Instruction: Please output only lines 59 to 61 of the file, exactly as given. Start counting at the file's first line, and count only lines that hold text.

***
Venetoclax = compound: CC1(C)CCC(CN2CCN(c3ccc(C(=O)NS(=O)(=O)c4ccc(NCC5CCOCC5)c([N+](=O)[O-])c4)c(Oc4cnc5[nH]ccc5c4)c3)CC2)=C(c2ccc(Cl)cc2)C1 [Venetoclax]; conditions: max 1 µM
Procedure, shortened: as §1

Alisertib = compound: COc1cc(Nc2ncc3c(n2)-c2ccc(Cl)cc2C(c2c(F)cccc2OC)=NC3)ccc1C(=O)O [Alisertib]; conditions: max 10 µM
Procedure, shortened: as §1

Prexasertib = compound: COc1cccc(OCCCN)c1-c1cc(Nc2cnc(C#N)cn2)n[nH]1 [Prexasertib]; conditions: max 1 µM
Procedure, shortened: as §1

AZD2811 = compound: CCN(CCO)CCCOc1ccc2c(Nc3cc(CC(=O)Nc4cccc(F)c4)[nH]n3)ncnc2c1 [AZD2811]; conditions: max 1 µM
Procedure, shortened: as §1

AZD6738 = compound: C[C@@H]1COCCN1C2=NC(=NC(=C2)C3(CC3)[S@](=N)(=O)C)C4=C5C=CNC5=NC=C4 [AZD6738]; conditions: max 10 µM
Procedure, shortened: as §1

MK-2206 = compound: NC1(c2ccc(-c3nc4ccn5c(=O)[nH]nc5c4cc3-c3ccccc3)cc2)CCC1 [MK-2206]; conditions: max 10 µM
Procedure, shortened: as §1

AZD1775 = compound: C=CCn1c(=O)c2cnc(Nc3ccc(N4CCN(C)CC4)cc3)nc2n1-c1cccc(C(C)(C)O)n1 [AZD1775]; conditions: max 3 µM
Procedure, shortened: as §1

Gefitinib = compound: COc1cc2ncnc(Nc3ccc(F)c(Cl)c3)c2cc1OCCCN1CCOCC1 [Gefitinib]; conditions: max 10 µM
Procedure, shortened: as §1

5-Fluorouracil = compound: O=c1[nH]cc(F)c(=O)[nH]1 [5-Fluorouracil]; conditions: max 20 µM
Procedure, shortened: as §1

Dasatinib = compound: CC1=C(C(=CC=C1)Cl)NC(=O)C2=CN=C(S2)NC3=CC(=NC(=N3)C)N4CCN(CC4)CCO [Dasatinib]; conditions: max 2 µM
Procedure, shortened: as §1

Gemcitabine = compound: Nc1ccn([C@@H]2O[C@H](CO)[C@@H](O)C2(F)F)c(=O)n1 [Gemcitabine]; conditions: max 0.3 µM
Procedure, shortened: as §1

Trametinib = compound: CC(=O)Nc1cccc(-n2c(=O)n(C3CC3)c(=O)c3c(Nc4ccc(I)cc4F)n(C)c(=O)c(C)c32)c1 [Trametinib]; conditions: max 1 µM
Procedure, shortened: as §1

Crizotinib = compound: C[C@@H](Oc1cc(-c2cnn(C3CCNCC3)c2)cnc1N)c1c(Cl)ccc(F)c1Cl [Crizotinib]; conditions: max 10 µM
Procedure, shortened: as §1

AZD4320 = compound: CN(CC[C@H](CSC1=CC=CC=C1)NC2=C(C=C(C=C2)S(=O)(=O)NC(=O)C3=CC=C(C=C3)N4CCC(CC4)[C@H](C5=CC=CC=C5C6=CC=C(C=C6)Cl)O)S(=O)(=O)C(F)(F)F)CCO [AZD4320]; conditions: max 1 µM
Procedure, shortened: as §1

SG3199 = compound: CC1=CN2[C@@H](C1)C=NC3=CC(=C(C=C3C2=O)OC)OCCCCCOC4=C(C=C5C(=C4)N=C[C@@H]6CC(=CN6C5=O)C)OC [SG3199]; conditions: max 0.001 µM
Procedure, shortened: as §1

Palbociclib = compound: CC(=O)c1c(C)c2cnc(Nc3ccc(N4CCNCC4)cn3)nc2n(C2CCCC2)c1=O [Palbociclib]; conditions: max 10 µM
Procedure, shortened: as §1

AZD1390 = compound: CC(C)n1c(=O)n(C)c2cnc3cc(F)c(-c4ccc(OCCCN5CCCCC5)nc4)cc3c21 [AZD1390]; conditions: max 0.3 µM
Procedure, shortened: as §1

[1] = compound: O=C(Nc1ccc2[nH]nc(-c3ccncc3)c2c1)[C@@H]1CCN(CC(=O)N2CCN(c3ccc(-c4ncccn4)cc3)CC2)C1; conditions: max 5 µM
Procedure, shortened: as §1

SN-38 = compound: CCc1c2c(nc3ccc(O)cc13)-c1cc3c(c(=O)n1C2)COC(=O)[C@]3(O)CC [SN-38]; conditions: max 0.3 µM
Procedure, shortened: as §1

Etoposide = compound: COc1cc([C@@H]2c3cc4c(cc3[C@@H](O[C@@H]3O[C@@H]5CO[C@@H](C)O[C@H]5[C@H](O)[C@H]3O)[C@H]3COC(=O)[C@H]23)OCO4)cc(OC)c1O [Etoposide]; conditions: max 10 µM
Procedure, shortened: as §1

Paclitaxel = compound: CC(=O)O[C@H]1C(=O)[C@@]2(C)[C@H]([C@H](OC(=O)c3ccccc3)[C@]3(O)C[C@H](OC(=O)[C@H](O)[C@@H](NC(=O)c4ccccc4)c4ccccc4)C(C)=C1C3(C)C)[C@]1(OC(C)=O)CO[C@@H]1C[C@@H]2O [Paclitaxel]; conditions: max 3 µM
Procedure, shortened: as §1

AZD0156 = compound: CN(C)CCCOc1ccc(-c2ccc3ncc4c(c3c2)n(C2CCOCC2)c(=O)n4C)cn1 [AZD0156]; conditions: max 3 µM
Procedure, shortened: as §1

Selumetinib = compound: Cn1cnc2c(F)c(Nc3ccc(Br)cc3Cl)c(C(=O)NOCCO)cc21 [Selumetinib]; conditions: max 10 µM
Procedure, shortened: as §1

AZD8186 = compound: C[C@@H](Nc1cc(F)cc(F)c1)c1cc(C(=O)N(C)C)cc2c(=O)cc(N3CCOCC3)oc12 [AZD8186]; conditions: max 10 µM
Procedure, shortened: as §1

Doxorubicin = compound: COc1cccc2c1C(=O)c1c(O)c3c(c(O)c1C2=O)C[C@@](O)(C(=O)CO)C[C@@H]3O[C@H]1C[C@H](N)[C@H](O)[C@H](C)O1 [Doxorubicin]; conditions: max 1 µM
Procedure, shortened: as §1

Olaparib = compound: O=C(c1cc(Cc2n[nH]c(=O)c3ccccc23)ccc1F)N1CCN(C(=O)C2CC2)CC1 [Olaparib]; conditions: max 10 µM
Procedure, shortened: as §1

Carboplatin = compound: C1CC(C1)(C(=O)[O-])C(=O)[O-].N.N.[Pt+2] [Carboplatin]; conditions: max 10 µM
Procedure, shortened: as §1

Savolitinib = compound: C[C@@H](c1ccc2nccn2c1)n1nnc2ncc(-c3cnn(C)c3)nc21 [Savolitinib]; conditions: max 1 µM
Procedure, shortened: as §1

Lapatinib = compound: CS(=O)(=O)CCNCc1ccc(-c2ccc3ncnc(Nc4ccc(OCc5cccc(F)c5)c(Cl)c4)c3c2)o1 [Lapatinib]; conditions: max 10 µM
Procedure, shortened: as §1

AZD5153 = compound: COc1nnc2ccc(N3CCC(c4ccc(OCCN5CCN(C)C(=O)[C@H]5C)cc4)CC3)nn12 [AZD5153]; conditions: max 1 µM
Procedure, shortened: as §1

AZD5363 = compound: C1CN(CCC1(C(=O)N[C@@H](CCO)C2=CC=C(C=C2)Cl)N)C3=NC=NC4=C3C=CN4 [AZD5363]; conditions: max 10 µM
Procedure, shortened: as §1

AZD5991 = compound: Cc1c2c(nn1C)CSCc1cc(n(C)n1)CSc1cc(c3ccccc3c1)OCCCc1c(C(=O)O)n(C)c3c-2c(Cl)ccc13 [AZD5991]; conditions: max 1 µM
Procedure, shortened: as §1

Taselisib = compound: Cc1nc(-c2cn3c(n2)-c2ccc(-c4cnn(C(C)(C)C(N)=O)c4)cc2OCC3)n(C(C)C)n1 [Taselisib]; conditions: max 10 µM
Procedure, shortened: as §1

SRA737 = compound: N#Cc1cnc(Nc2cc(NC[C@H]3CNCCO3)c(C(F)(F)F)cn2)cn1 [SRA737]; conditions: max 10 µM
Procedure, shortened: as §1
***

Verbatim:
AZD5153 = compound: COc1nnc2ccc(N3CCC(c4ccc(OCCN5CCN(C)C(=O)[C@H]5C)cc4)CC3)nn12 [AZD5153]; conditions: max 1 µM
Procedure, shortened: as §1

AZD5363 = compound: C1CN(CCC1(C(=O)N[C@@H](CCO)C2=CC=C(C=C2)Cl)N)C3=NC=NC4=C3C=CN4 [AZD5363]; conditions: max 10 µM